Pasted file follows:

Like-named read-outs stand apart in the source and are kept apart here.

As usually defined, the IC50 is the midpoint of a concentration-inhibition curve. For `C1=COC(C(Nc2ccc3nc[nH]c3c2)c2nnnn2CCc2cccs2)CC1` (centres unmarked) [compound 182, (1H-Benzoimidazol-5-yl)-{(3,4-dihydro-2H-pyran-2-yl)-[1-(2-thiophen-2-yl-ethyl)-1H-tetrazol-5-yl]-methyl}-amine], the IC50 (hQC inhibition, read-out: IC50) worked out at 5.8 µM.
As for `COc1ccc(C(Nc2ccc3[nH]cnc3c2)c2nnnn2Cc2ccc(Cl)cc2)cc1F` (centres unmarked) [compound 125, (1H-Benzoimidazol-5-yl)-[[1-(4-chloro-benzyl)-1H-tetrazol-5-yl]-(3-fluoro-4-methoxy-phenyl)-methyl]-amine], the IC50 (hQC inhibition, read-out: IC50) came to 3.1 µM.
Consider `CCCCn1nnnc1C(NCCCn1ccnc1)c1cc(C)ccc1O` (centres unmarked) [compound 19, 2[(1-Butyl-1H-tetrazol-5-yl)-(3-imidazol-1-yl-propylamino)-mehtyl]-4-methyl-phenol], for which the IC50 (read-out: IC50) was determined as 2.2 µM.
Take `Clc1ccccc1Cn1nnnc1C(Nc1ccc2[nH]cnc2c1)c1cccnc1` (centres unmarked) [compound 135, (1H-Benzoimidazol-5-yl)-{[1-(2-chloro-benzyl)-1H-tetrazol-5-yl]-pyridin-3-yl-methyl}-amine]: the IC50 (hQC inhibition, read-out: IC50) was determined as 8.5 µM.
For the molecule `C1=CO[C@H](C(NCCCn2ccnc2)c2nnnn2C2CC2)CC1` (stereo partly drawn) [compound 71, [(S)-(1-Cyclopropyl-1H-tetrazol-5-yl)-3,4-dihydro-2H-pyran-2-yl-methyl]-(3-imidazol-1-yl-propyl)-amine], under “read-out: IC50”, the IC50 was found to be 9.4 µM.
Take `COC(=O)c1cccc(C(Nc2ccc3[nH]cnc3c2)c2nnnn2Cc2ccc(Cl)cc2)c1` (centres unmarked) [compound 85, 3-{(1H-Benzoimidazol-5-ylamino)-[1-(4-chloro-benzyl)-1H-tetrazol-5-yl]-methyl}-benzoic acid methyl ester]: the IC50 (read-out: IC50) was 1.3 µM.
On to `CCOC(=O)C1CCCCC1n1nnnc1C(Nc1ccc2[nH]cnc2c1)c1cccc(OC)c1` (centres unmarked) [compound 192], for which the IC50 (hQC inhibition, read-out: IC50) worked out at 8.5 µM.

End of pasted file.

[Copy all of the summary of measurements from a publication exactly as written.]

Like-named read-outs stand apart in the source and are kept apart here.

As usually defined, the IC50 is the midpoint of a concentration-inhibition curve. For `C1=COC(C(Nc2ccc3nc[nH]c3c2)c2nnnn2CCc2cccs2)CC1` (centres unmarked) [compound 182, (1H-Benzoimidazol-5-yl)-{(3,4-dihydro-2H-pyran-2-yl)-[1-(2-thiophen-2-yl-ethyl)-1H-tetrazol-5-yl]-methyl}-amine], the IC50 (hQC inhibition, read-out: IC50) worked out at 5.8 µM.
As for `COc1ccc(C(Nc2ccc3[nH]cnc3c2)c2nnnn2Cc2ccc(Cl)cc2)cc1F` (centres unmarked) [compound 125, (1H-Benzoimidazol-5-yl)-[[1-(4-chloro-benzyl)-1H-tetrazol-5-yl]-(3-fluoro-4-methoxy-phenyl)-methyl]-amine], the IC50 (hQC inhibition, read-out: IC50) came to 3.1 µM.
Consider `CCCCn1nnnc1C(NCCCn1ccnc1)c1cc(C)ccc1O` (centres unmarked) [compound 19, 2[(1-Butyl-1H-tetrazol-5-yl)-(3-imidazol-1-yl-propylamino)-mehtyl]-4-methyl-phenol], for which the IC50 (read-out: IC50) was determined as 2.2 µM.
Take `Clc1ccccc1Cn1nnnc1C(Nc1ccc2[nH]cnc2c1)c1cccnc1` (centres unmarked) [compound 135, (1H-Benzoimidazol-5-yl)-{[1-(2-chloro-benzyl)-1H-tetrazol-5-yl]-pyridin-3-yl-methyl}-amine]: the IC50 (hQC inhibition, read-out: IC50) was determined as 8.5 µM.
For the molecule `C1=CO[C@H](C(NCCCn2ccnc2)c2nnnn2C2CC2)CC1` (stereo partly drawn) [compound 71, [(S)-(1-Cyclopropyl-1H-tetrazol-5-yl)-3,4-dihydro-2H-pyran-2-yl-methyl]-(3-imidazol-1-yl-propyl)-amine], under “read-out: IC50”, the IC50 was found to be 9.4 µM.
Take `COC(=O)c1cccc(C(Nc2ccc3[nH]cnc3c2)c2nnnn2Cc2ccc(Cl)cc2)c1` (centres unmarked) [compound 85, 3-{(1H-Benzoimidazol-5-ylamino)-[1-(4-chloro-benzyl)-1H-tetrazol-5-yl]-methyl}-benzoic acid methyl ester]: the IC50 (read-out: IC50) was 1.3 µM.
On to `CCOC(=O)C1CCCCC1n1nnnc1C(Nc1ccc2[nH]cnc2c1)c1cccc(OC)c1` (centres unmarked) [compound 192], for which the IC50 (hQC inhibition, read-out: IC50) worked out at 8.5 µM.